Pop. 1280

Pop. 1280



The Pequod Review:

Pop. 1280 is by far Jim Thompson’s most consistent and memorable book, one that centers on a psychopathic homicidal sheriff (Nick Corey) whose aw-shucks demeanor conceals a vicious nihilism. But unlike Lou Ford (the sheriff in The Killer Inside Me), Nick Corey doesn’t even pretend to rationalize his actions. He knows what he is doing, he doesn’t try to hide behind mental illness, there is no Sickness — he just doesn’t care.

Corey reveals his philosophy when another character asks him whether circumstances can excuse immoral actions:

"Well . . . do you excuse a post for fittin’ a hole? Maybe there’s a nest of rabbits down in that hole, and the post will crush ’em. But is that the post’s fault, for fillin’ a gap it was made to fit?"

“But that’s not a fair analogy, Nick. You’re talking about inanimate objects.”

“Yeah?” I said. “So ain’t we all relatively inanimate, George? Just how much free will does any of us exercise? We got controls all along the line, our physical make-up, our mental make-up, our backgrounds; they’re all shapin’ us a certain way, fixin’ us up for a certain role in life, and George, we better play that role or fill that hole or any goddang way you want to put it or all hell is going to tumble out of the heavens and fall right down on top of us. We better do what we were made to do, or we’ll find it being done to us.”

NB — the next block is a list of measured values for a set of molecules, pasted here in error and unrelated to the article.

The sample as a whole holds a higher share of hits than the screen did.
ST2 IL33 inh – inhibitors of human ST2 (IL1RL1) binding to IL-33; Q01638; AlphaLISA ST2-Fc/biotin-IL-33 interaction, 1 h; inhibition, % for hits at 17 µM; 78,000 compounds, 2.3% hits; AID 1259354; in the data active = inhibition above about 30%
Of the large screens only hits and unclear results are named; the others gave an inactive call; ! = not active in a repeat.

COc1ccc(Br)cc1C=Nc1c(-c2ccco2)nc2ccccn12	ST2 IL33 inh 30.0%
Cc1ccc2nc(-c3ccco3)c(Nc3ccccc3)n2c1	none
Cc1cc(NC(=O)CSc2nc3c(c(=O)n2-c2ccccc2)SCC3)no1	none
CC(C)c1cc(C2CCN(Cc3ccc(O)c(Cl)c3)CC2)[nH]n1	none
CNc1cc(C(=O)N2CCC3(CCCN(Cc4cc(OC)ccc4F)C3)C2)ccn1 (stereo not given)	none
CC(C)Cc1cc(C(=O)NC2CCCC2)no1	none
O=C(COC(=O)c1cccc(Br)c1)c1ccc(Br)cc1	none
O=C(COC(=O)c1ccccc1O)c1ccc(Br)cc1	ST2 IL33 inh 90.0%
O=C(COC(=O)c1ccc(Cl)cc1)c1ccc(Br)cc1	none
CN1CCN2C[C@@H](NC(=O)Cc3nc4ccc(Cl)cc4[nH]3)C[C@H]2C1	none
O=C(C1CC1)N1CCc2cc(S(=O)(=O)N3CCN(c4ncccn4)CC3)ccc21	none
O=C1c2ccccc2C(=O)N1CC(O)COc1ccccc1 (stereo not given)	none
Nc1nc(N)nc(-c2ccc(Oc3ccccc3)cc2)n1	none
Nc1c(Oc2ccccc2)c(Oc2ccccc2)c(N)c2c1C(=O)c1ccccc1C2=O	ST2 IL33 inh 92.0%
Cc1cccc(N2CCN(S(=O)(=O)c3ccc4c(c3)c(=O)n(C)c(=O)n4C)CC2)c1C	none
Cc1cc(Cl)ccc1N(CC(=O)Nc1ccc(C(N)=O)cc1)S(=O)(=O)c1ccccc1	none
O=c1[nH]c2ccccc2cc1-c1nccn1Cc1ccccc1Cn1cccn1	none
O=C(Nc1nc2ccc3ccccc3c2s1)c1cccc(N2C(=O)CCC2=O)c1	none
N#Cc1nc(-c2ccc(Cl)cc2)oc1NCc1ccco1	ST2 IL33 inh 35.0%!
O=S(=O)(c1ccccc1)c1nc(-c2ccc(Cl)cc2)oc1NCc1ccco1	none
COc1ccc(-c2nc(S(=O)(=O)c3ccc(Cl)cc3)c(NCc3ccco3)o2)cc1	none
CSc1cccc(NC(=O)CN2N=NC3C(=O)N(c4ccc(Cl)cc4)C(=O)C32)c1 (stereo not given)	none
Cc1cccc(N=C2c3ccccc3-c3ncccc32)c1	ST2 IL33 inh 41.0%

And later:

There were the helpless little girls, cryin’ when their own daddies crawled into bed with ’em. There were the men beating their wives, the women screamin’ for mercy. There were the kids wettin’ in the beds from fear and nervousness, and their mothers dosin’ ’em with red pepper for punishment. There were the haggard faces, drained white from hookworm and blotched with scurvy. . . . I shuddered, thinking how wonderful was our Creator to create such downright hideous things in the world, so that something like murder didn’t seem at all bad by comparison.

In many ways, Pop. 1280 is the book Jim Thompson has been building towards his entire career — total bleakness with no sliver of redemption or comfort.